The row over construction of an Indian road linking Dharchula in Uttarakhand to Lipulekh as part of the Mansarovar Yatra route deepened Wednesday after Nepal Prime Minister K P Sharma Oli took a swipe at India and his government released a new map including territory on Indian maps.
India hit back within hours. Anurag Srivastava, spokesperson for the Ministry of External Affairs, said: “The Government of Nepal has released a revised official map of Nepal today that includes parts of Indian territory. This unilateral act is not based on historical facts and evidence.”
“It is contrary to the bilateral understanding to resolve the outstanding boundary issues through diplomatic dialogue. Such artificial enlargement of territorial claims will not be accepted by India,” Srivastava said.
In Kathmandu, Oli said he had doubts on whether India subscribed to “Sinhaev Jayate” (the lion prevails) or “Satyamev Jayate” (truth prevails) – a reference to India’s official emblem and slogan.
On Wednesday, Padma Kumari Aryal, Nepal minister for land management, released a new map, including Limpiyadhura, Lipulekh and Kalapani which together make an area of 310 sq km. Nepal claims its total area will now be officially 147,491 sq km.
In New Delhi, the MEA spokesperson said Nepal is “well aware of India’s consistent position on this matter and we urge the Government of Nepal to refrain from such unjustified cartographic assertion and respect India’s sovereignty and territorial integrity. We hope that the Nepalese leadership will create a positive atmosphere for diplomatic dialogue to resolve the outstanding boundary issues”.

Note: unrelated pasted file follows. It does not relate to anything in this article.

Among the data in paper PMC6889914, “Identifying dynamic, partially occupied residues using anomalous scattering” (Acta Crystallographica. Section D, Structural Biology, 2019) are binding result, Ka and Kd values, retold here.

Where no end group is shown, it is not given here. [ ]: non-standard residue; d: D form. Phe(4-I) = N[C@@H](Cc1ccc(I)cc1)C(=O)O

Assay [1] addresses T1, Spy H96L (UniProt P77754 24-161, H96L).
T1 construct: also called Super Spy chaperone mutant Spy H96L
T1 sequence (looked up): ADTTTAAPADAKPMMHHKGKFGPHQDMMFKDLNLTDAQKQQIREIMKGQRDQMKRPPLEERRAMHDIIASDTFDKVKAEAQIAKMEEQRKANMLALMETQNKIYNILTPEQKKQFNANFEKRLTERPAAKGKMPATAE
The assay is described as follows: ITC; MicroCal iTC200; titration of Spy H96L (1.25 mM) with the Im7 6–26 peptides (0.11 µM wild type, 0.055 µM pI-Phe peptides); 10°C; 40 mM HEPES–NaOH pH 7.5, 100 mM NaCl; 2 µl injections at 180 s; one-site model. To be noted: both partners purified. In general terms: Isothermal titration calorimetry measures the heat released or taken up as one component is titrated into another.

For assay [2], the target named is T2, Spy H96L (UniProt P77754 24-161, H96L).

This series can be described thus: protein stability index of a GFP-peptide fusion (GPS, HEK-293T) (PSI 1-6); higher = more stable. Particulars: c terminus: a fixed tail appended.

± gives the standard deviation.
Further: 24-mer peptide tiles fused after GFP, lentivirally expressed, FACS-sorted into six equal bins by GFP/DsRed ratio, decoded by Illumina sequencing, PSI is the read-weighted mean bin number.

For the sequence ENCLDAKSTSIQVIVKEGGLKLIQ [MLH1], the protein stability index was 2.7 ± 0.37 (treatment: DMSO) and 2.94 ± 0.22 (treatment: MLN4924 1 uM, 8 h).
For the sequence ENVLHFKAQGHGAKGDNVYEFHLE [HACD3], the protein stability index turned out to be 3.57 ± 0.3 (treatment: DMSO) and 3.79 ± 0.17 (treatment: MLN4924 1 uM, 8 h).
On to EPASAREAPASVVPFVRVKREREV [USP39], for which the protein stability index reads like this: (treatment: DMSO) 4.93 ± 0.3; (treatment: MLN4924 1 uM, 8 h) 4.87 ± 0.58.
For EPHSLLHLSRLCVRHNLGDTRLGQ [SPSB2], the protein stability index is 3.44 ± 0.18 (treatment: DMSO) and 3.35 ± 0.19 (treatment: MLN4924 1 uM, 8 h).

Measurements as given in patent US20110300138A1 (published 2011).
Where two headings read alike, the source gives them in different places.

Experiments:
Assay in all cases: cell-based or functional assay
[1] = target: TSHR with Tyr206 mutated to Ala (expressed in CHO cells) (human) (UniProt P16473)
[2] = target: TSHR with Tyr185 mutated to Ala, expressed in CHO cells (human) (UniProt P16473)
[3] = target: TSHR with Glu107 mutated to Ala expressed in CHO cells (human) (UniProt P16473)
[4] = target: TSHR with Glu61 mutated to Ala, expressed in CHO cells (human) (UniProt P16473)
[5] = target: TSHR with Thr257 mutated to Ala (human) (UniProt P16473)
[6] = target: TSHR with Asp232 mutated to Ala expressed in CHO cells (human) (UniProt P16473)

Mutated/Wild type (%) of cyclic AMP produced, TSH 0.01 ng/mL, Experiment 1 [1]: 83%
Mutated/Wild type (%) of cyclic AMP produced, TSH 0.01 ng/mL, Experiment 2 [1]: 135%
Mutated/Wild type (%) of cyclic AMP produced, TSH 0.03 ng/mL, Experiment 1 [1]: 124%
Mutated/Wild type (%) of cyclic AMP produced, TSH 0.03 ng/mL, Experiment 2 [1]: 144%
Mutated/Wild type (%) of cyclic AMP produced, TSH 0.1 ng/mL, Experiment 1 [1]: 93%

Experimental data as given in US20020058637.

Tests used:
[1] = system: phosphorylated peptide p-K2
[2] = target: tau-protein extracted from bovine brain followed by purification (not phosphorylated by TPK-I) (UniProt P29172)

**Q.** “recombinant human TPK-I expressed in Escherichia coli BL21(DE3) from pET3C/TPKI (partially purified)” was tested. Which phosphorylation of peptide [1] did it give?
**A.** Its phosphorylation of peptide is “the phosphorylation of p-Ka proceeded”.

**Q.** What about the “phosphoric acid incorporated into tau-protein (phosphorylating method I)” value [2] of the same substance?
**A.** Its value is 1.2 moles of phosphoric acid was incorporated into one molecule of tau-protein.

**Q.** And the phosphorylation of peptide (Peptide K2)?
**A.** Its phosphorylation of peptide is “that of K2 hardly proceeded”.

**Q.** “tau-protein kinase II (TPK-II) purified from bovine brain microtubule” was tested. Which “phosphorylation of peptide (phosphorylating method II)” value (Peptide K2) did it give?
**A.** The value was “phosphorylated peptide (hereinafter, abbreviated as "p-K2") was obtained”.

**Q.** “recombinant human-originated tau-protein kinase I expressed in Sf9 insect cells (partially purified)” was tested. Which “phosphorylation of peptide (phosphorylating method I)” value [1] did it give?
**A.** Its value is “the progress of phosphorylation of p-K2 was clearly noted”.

The assessment in New Delhi is that Oli has been emboldened after the Chinese played a key role in securing his leadership within Nepal’s Communist party.
In late April and early May, as Oli faced a leadership challenge, Chinese ambassador Hou Yanqi had held backroom diplomacy and had backed the PM. She had separately met leaders Pushpa Kamal Dahal “Prachanda” and Madhav Nepal, both former PMs.
Ranjit Rae, former Indian ambassador to Nepal, told The Indian Express: “China has not only the intent, but also the ability now. It is heavily involved in the Nepalese domestic political processes.”
Rae said he is “surprised by the kind of language used by Prime Minister Oli” and that “the tone and tenor of the PM’s speech certainly does not reflect the civilisational nature of the ties”.
Both Indian and Nepalese sides say that 98 per cent of the boundary question has been resolved, and it is only the Kalapani and Susta segments which remain unresolved.
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